I give Governor Ducey credit for finding a little additional money for schools, but it’s a temporary fix and it’s simply not enough. Assuming his proposal passes in 2016, it will only increase per pupil funding by $300 in 2017. This increased funding will bump Arizona from 50th place to 49th. So, until the legislative leadership is willing to talk about broader educational issues, including addressing the inflation funding lawsuit in a serious manner, Arizona’s education future isn’t going to change.
A new U.S. Census Bureau study shows that Arizona spends the fewest dollars per pupil on teacher pay, classroom instruction, and school administration. That’s astounding. First of all, this completely undermines the right-wing red herring argument that too much money goes to administrative costs in our state. So, let’s finally put that one to bed.
Second, as a governing board member of the Roosevelt School District, I consistently talk with business and community leaders who consistently stress that investing in our schools is essential for Arizona’s future. Gutting classroom spending certainly doesn’t lay the foundation for that vision.
And perhaps the most troubling piece of data to come from this report is that Arizona spends less money per pupil on teacher pay than any other state in the nation. Study after study confirms how critical it is to ensure a good teacher in every classroom. It’s why I led the campaign to pass bond overrides for the Roosevelt School District in 2013, which in turn accounted for increases of 5 per cent to 30 percent in staff salaries. Investing in good people is just common sense, whether you’re a multi-national corporation or a public school. And maintaining good teachers is directly related to the success of our students, therefore the success of our future Arizona economy.
This is something where almost everyone agrees. We know the National Education Association and American Federation of Teachers want higher pay. I also hear the same calls from parents, business leaders, and education advocacy groups such as Democrats for Education Reform.
So, why is there this disconnect between our elected Republican legislative leadership and the vast majority of people? Perhaps part of the problem is the anti-education extremists have successfully used silly rhetoric such as “you just can’t throw money at the problem” to cloud the real issues. They talk about teacher pay, performance, classroom funding, and administrative costs in ways that sound as if you can only achieve one at the expense of the others. In reality, teacher pay, classroom and administrative spending, and performance are all inextricably linked to one another.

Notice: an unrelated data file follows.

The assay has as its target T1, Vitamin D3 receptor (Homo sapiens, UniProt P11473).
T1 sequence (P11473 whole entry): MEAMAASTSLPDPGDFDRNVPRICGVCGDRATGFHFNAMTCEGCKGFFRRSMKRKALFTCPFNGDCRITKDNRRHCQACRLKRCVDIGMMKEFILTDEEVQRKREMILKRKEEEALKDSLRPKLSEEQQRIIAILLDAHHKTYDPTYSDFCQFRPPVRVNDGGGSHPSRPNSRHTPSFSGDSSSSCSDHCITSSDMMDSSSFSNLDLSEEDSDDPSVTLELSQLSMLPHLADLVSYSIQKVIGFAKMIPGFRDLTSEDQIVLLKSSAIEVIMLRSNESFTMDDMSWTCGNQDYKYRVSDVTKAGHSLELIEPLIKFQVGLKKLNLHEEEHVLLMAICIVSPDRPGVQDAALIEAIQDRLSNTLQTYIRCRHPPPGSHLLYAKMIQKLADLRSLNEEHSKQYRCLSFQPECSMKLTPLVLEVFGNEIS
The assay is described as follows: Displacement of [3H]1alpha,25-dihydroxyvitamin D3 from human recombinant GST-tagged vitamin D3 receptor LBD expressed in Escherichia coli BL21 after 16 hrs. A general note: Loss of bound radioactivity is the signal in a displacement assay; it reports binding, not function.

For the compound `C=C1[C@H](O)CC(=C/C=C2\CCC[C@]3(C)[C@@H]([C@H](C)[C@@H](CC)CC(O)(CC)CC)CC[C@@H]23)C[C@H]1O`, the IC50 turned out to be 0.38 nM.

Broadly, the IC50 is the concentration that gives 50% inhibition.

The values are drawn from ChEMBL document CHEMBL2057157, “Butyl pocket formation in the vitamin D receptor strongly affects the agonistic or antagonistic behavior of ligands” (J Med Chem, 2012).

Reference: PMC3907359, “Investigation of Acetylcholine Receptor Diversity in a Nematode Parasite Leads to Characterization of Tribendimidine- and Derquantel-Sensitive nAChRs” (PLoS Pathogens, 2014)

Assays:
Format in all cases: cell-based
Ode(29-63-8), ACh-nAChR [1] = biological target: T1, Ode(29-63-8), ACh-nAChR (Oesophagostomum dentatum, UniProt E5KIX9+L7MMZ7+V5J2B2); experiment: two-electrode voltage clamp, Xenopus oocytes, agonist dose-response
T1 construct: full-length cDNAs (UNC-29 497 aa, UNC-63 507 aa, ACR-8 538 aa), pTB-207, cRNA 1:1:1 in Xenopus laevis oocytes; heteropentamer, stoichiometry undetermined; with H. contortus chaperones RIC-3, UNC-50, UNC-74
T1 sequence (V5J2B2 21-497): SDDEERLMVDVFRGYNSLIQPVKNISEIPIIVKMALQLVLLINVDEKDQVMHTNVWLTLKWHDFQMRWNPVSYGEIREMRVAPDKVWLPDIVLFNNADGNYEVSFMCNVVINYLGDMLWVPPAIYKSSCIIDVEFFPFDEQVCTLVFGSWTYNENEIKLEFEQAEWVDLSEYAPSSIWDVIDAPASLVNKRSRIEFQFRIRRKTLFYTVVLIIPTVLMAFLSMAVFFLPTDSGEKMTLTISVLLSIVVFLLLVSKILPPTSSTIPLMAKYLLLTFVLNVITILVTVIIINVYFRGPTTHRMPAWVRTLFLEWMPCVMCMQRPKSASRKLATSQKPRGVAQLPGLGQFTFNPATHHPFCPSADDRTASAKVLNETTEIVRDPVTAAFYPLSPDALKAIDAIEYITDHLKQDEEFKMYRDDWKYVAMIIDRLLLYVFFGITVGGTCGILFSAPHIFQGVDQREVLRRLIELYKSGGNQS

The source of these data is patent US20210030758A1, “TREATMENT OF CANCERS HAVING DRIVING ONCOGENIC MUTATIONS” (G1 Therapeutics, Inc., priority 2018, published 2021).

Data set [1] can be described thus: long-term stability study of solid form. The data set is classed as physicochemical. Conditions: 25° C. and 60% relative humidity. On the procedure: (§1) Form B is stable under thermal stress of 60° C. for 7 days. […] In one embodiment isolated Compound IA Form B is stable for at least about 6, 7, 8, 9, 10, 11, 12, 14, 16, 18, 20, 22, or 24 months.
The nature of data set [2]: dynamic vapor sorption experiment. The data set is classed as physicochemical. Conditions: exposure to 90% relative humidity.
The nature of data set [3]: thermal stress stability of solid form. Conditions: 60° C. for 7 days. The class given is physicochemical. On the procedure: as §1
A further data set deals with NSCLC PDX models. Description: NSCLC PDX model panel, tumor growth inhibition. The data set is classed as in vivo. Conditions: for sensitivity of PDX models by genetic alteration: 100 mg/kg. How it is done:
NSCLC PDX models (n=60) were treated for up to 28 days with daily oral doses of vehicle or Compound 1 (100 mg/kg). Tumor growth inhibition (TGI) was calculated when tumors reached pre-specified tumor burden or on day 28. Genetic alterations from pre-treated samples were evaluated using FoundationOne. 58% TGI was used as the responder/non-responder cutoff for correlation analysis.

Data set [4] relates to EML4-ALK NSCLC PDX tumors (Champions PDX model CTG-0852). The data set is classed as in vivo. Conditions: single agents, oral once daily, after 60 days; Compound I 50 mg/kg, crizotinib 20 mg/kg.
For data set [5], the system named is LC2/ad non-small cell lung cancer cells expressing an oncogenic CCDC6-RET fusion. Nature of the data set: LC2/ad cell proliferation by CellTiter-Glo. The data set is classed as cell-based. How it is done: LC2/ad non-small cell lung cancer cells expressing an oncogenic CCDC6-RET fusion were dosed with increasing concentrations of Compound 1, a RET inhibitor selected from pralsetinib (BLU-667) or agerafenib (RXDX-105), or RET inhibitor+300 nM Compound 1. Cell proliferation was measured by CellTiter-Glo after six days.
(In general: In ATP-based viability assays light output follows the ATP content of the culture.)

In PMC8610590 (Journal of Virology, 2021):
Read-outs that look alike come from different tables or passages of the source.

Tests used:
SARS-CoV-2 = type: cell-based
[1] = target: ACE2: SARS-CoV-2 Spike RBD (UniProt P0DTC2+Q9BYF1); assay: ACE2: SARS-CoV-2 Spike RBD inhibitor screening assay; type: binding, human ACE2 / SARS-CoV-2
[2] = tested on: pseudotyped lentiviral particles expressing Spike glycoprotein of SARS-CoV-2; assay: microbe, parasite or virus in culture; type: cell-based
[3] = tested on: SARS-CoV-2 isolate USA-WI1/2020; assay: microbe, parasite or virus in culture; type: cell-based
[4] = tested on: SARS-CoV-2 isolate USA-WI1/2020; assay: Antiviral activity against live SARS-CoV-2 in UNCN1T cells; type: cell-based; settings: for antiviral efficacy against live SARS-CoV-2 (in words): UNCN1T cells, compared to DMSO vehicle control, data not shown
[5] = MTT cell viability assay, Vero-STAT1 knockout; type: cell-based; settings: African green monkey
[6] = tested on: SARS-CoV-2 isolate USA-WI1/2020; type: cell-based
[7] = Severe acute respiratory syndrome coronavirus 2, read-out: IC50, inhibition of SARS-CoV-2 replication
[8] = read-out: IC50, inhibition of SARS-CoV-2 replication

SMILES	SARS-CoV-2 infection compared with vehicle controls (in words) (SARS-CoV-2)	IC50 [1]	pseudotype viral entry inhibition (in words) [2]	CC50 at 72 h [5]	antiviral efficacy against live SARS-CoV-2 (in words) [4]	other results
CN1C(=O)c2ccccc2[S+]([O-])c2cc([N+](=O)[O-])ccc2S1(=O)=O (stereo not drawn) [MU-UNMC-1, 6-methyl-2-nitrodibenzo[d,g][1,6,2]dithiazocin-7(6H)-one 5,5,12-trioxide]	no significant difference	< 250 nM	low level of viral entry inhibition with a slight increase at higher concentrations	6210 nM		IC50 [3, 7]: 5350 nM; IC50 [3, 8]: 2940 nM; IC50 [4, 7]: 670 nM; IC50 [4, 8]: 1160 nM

Education advocates – whether Democratic or Republican – need to work together. Teacher pay and performance shouldn’t be a divisive issue framed by extreme right wing activists, it should be a unifying rallying cry for progressive education advocates throughout the state!
As a school board member, I have to consider input from parents and students, the administrators, and the teachers and staff. Sadly, right now it seems the only ones who have any input on Arizona’s educational agenda is the Republican legislative leadership. And, instead of actually working to improve our schools, they are focused on creating scapegoats. Which, more often than not, have been teachers. Over the past several years, they’ve attacked teacher pay, support services, resources and even the ability for teachers to represent themselves through collective bargaining. None of which are actually related to improving our schools. It’s simply a political game.
A quote from Charles Barone, policy director for Democrats for Education Reform, might sum it up best: “If collective bargaining were the obstacle to better public education, Wisconsin’s Republican Gov. Scott Walker would be presiding over the highest-performing education system in the country. The reality is quite the opposite, and we are determined to keep standing up for collective bargaining rights and not allow the Republican Party to use platitudes about education to hide their ulterior efforts to undermine unions as a whole.”
I couldn’t agree more. It’s time we all stand up for education in Arizona. Let’s tell Governor Ducey that his funding plan is fine, but it’s only a small step in a very long march. Let’s make it loud and clear to Senate President Andy Biggs and House Speaker David Gown that we’ve had enough of their disregard for public schools and for Arizona’s children. It’s time to put education first in this state, and if they’re unwilling to make that happen then we’ll all come together and get the job done ourselves.
– Lawrence Robinson is a Roosevelt School District Governing Board member and Maricopa County director of the Arizona School Boards Association.